Since he wrote the book, the “myth,” or defamation, of the Jew and the Zionist in France has only darkened and deteriorated. “Progressive” circles in the West, which dominate the discourse in France, are deep into a campaign of vilification against Israel and Zionism. They define what Israel “is doing” to the Palestinians as genocide and crimes against humanity, and as a threat to world peace and security. They promote boycott, divestment and sanctions against Israel.
All this, alongside total disregard for the genocidal threats against Israel and Jews by Hamas, Hezbollah and Iran, and deafness to willful distortions of history and current reality peddled by Mahmoud Abbas.
Just last month, the UN General Assembly passed 20 resolutions targeting Israel (supported by France); the European Parliament rejected a working group on anti-Semitism; and the European Court of Justice removed Hamas from its list of terrorist organizations. None of these august bodies had anything to say about the urgent plight of political prisoners under repressive governments in Iran, Venezuela, Mauritania and Saudi Arabia; or the desperate situation of refuges in Syria; or escalating suffering of Christians in the Middle East at the hands of Muslim regimes and radicals.
“The preoccupation with Israel has the effect of sanitizing other evils,” Prof. Irwin Cotler of Canada points out. Worse still, says the preeminent international human rights jurist, the obsession with Israel and the exaggeration of Israel’s misdeeds has the effect of legitimizing anti-Semitism against supporters of Israel, such as French Jews.
In a 2006 study, the European Jewish Congress demonstrated a clear correlation between one-sided media coverage of the Second Lebanon War, which emphasized the suffering inflicted by Israel on the Lebanese, and the anti-Semitic violence that ensued in France.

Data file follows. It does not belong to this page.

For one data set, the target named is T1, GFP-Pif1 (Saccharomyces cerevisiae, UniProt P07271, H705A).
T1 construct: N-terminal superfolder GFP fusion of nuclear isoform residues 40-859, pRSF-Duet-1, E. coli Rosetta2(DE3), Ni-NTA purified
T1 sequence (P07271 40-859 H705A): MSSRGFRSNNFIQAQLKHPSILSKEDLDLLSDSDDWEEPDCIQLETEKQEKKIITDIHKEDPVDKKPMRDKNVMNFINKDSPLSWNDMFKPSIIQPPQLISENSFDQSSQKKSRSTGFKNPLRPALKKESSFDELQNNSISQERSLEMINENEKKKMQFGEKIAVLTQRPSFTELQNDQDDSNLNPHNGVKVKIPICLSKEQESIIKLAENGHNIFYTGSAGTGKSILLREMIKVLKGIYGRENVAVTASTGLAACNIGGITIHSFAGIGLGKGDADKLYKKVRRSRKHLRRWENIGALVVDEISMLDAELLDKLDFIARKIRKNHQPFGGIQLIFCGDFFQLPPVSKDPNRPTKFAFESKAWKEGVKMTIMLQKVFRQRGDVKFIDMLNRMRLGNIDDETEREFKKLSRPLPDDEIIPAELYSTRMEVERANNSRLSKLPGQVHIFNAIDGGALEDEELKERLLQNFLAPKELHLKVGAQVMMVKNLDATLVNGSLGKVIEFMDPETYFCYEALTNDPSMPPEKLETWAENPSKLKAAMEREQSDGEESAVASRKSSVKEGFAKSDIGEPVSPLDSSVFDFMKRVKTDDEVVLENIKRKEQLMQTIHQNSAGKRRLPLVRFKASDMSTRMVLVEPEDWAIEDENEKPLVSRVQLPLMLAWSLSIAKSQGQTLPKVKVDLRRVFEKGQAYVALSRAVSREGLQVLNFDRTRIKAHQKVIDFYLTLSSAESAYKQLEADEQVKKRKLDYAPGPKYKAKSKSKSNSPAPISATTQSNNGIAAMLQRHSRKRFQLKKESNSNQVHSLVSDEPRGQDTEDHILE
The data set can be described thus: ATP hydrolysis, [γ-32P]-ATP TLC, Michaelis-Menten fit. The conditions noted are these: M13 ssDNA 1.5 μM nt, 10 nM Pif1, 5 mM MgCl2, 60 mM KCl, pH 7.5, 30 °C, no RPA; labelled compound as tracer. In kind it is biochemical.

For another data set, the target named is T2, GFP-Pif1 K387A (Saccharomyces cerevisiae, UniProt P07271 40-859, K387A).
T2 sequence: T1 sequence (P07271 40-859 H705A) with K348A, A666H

Roger Cukierman, the former president of the Representative Council of French Jewish Institutions (CRIF), wrote that “There is an incompatibility between France’s foreign policy and its internal struggle against anti-Semitism.
It is not possible to fight effectively in France against anti-Semitism without doing all that can be done to seek to bring a greater balance in the appreciation of the situation in the Middle East among the general public.”
Dr. Tsilla Hershco, an expert on Franco-Israeli relations at the Begin-Sadat Center for Strategic Studies, is even blunter. “France’s unbalanced approach to the Arab-Israeli conflict – as reflected in de rigueur Elysee condemnations of Israel’s legitimate wars of self-defense, in media coverage of the conflict, and in slavish and blind support for destructive Palestinian initiatives at the UN – has created an altogether too-comfortable environment for the resurgence of anti-Semitic violence in France,” she has written.
"The Jewish question” has played a significant role in the cultural, social and political life of France in the modern era. French historian Patrice Higonnet has written that the fate of Jews in France is a touchstone for evaluation of French history and society as a whole.
We can now add that the increasing hostility toward Israel in French Mideast policy is a benchmark for the (im)morality of France, and, alas, a direct cause of attacks in France against Jews.